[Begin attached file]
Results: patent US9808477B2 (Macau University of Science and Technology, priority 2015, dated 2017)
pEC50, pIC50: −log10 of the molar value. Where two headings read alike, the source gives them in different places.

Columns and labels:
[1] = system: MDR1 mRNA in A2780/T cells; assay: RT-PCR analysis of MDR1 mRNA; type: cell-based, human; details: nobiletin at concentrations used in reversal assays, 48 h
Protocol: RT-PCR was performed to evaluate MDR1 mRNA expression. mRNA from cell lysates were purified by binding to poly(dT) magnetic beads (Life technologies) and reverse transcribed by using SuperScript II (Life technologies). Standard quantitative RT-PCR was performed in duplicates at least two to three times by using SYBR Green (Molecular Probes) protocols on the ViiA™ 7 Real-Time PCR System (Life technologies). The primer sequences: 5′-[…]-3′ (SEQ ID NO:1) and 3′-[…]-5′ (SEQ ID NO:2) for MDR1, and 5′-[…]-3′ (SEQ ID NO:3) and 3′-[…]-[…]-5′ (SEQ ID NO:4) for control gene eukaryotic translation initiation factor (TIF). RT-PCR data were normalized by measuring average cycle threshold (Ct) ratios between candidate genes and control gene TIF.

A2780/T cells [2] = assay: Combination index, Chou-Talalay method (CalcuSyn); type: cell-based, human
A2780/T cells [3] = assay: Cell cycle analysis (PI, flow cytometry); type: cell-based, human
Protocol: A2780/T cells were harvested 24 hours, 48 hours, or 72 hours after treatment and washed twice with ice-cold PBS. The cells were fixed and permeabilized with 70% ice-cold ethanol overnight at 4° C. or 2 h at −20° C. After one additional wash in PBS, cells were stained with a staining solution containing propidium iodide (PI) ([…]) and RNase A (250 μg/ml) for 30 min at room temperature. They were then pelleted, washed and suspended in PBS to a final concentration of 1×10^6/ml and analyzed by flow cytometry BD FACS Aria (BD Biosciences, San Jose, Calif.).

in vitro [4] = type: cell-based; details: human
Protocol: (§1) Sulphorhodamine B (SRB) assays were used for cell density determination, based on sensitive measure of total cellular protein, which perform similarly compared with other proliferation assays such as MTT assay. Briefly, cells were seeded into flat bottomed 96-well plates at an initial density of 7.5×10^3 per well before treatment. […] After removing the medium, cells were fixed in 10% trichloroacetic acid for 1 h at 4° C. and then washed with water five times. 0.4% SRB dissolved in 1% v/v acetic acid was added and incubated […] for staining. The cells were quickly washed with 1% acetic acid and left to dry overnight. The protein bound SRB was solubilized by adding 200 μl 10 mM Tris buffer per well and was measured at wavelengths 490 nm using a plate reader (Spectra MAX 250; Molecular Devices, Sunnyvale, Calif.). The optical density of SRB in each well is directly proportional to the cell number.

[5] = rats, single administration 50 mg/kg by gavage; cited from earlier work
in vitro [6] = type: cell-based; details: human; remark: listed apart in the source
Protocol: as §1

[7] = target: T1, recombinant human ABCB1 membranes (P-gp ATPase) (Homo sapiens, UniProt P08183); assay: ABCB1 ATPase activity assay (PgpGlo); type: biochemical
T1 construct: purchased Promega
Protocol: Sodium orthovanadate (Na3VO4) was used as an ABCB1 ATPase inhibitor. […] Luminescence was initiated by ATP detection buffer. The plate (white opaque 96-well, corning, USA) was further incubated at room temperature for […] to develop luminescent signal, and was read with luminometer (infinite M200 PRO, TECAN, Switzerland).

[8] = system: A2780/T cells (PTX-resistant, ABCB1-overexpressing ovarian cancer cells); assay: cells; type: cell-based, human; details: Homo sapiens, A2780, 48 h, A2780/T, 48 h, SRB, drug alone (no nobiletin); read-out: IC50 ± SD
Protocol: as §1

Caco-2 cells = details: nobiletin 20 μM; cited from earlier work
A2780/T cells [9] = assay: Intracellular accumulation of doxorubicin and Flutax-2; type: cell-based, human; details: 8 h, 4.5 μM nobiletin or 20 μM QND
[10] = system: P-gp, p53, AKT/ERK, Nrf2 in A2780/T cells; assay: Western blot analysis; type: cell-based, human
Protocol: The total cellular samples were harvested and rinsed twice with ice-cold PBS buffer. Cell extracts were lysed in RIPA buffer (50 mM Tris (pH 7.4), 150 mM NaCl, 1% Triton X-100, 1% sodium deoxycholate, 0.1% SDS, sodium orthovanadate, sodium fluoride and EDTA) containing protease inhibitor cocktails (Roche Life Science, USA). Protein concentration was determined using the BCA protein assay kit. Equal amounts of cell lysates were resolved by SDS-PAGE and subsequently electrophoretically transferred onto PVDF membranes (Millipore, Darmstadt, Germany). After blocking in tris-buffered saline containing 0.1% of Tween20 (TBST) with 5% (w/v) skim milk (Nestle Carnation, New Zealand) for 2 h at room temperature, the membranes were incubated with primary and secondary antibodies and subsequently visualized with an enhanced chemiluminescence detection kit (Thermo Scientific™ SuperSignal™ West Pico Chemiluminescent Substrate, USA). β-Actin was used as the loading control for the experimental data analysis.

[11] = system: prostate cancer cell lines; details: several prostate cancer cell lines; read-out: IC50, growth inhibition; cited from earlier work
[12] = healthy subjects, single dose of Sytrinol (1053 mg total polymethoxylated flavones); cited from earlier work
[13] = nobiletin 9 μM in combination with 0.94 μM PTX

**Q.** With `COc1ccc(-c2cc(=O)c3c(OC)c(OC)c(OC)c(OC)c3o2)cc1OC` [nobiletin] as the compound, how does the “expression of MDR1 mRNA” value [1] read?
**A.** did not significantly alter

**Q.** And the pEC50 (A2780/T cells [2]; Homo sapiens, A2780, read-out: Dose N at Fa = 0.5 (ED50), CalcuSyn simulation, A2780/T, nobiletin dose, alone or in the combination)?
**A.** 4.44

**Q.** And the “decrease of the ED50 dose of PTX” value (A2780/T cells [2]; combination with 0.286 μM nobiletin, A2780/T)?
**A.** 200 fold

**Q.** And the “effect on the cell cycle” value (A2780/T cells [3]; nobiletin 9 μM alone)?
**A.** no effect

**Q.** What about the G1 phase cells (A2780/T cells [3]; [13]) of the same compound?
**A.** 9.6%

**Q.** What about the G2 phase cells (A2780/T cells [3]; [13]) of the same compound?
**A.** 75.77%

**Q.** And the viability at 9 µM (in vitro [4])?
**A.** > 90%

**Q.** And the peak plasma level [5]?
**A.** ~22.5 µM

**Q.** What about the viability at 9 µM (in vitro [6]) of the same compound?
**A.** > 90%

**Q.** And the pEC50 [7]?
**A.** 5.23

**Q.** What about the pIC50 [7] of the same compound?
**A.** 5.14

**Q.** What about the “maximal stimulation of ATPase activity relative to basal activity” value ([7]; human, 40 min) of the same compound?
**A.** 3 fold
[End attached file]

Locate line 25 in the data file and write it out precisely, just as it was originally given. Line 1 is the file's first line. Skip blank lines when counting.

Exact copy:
[13] = nobiletin 9 μM in combination with 0.94 μM PTX